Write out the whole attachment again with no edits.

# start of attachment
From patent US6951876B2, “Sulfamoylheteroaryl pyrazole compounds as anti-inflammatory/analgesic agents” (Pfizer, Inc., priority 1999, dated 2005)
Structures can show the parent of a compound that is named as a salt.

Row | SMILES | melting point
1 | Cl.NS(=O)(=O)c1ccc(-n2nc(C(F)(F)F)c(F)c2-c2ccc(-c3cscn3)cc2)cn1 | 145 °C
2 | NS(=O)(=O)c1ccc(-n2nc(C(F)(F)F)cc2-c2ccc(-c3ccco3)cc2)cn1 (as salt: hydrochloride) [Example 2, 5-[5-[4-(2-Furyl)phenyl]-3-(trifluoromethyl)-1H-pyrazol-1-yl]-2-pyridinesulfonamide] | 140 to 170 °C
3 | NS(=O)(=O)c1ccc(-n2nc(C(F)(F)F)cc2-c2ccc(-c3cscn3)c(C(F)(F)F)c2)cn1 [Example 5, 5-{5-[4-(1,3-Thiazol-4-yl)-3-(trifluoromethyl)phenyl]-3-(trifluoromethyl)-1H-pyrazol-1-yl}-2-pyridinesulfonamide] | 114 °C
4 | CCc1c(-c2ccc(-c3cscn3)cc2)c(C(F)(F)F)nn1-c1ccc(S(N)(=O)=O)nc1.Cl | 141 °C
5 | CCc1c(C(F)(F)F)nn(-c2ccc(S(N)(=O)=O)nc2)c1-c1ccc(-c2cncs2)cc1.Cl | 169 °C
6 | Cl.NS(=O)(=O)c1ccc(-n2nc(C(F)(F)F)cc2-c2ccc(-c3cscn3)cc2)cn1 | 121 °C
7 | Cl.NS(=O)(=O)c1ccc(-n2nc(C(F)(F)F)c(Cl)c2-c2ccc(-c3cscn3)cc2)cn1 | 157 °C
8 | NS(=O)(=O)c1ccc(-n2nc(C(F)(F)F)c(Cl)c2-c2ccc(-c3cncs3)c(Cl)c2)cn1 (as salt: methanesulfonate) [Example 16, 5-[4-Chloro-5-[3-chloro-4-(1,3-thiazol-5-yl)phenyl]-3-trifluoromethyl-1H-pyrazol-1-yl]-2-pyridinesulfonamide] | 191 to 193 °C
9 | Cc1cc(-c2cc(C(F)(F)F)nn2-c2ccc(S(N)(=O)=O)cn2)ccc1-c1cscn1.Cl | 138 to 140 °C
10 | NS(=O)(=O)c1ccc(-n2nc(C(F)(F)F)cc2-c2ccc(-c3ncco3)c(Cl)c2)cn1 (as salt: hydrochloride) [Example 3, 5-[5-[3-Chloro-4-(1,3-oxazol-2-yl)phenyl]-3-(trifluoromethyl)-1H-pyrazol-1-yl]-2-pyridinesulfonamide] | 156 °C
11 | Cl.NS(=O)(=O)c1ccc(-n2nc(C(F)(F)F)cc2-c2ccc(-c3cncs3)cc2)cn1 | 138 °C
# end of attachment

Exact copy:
From patent US6951876B2, “Sulfamoylheteroaryl pyrazole compounds as anti-inflammatory/analgesic agents” (Pfizer, Inc., priority 1999, dated 2005)
Structures can show the parent of a compound that is named as a salt.

Row | SMILES | melting point
1 | Cl.NS(=O)(=O)c1ccc(-n2nc(C(F)(F)F)c(F)c2-c2ccc(-c3cscn3)cc2)cn1 | 145 °C
2 | NS(=O)(=O)c1ccc(-n2nc(C(F)(F)F)cc2-c2ccc(-c3ccco3)cc2)cn1 (as salt: hydrochloride) [Example 2, 5-[5-[4-(2-Furyl)phenyl]-3-(trifluoromethyl)-1H-pyrazol-1-yl]-2-pyridinesulfonamide] | 140 to 170 °C
3 | NS(=O)(=O)c1ccc(-n2nc(C(F)(F)F)cc2-c2ccc(-c3cscn3)c(C(F)(F)F)c2)cn1 [Example 5, 5-{5-[4-(1,3-Thiazol-4-yl)-3-(trifluoromethyl)phenyl]-3-(trifluoromethyl)-1H-pyrazol-1-yl}-2-pyridinesulfonamide] | 114 °C
4 | CCc1c(-c2ccc(-c3cscn3)cc2)c(C(F)(F)F)nn1-c1ccc(S(N)(=O)=O)nc1.Cl | 141 °C
5 | CCc1c(C(F)(F)F)nn(-c2ccc(S(N)(=O)=O)nc2)c1-c1ccc(-c2cncs2)cc1.Cl | 169 °C
6 | Cl.NS(=O)(=O)c1ccc(-n2nc(C(F)(F)F)cc2-c2ccc(-c3cscn3)cc2)cn1 | 121 °C
7 | Cl.NS(=O)(=O)c1ccc(-n2nc(C(F)(F)F)c(Cl)c2-c2ccc(-c3cscn3)cc2)cn1 | 157 °C
8 | NS(=O)(=O)c1ccc(-n2nc(C(F)(F)F)c(Cl)c2-c2ccc(-c3cncs3)c(Cl)c2)cn1 (as salt: methanesulfonate) [Example 16, 5-[4-Chloro-5-[3-chloro-4-(1,3-thiazol-5-yl)phenyl]-3-trifluoromethyl-1H-pyrazol-1-yl]-2-pyridinesulfonamide] | 191 to 193 °C
9 | Cc1cc(-c2cc(C(F)(F)F)nn2-c2ccc(S(N)(=O)=O)cn2)ccc1-c1cscn1.Cl | 138 to 140 °C
10 | NS(=O)(=O)c1ccc(-n2nc(C(F)(F)F)cc2-c2ccc(-c3ncco3)c(Cl)c2)cn1 (as salt: hydrochloride) [Example 3, 5-[5-[3-Chloro-4-(1,3-oxazol-2-yl)phenyl]-3-(trifluoromethyl)-1H-pyrazol-1-yl]-2-pyridinesulfonamide] | 156 °C
11 | Cl.NS(=O)(=O)c1ccc(-n2nc(C(F)(F)F)cc2-c2ccc(-c3cncs3)cc2)cn1 | 138 °C